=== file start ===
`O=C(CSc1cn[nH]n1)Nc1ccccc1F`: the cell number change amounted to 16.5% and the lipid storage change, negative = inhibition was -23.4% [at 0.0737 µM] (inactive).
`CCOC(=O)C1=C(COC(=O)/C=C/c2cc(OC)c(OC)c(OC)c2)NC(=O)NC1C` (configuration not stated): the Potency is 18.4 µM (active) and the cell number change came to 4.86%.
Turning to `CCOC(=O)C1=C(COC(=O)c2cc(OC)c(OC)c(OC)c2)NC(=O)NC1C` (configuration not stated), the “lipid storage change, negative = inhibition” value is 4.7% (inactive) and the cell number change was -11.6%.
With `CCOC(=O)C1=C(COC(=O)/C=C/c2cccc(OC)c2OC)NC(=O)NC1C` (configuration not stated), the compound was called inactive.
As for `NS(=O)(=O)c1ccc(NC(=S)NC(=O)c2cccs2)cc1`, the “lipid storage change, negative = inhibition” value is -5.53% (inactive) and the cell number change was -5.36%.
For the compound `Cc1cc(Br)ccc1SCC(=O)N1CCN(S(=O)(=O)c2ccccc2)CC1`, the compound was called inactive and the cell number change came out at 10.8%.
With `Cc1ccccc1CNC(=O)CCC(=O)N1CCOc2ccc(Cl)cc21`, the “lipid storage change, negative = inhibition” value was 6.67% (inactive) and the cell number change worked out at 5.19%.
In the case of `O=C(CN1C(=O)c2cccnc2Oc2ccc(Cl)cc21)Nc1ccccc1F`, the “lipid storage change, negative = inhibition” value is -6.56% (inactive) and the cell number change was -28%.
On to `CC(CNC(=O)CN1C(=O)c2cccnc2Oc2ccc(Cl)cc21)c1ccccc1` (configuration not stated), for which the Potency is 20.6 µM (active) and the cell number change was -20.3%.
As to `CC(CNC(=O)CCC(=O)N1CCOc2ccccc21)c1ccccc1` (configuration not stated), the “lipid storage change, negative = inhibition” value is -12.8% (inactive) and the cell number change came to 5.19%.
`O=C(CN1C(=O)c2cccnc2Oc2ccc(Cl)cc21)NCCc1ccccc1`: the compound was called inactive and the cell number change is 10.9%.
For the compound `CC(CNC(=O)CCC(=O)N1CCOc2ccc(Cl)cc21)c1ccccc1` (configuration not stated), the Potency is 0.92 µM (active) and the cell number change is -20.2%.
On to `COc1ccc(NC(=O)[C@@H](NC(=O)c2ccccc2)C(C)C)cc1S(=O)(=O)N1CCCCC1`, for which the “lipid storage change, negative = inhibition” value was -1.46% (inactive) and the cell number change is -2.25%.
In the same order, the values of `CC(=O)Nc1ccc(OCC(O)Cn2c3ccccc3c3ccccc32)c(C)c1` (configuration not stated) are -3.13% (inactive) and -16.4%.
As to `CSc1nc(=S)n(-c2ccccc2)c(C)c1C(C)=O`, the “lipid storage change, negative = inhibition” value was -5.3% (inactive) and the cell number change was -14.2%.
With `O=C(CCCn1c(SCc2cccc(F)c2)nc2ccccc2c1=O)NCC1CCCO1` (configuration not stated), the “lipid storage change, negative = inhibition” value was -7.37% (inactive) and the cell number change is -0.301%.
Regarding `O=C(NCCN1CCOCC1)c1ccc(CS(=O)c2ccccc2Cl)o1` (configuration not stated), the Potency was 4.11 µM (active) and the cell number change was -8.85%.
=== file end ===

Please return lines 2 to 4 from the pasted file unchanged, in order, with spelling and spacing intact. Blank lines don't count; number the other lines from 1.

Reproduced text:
`CCOC(=O)C1=C(COC(=O)/C=C/c2cc(OC)c(OC)c(OC)c2)NC(=O)NC1C` (configuration not stated): the Potency is 18.4 µM (active) and the cell number change came to 4.86%.
Turning to `CCOC(=O)C1=C(COC(=O)c2cc(OC)c(OC)c(OC)c2)NC(=O)NC1C` (configuration not stated), the “lipid storage change, negative = inhibition” value is 4.7% (inactive) and the cell number change was -11.6%.
With `CCOC(=O)C1=C(COC(=O)/C=C/c2cccc(OC)c2OC)NC(=O)NC1C` (configuration not stated), the compound was called inactive.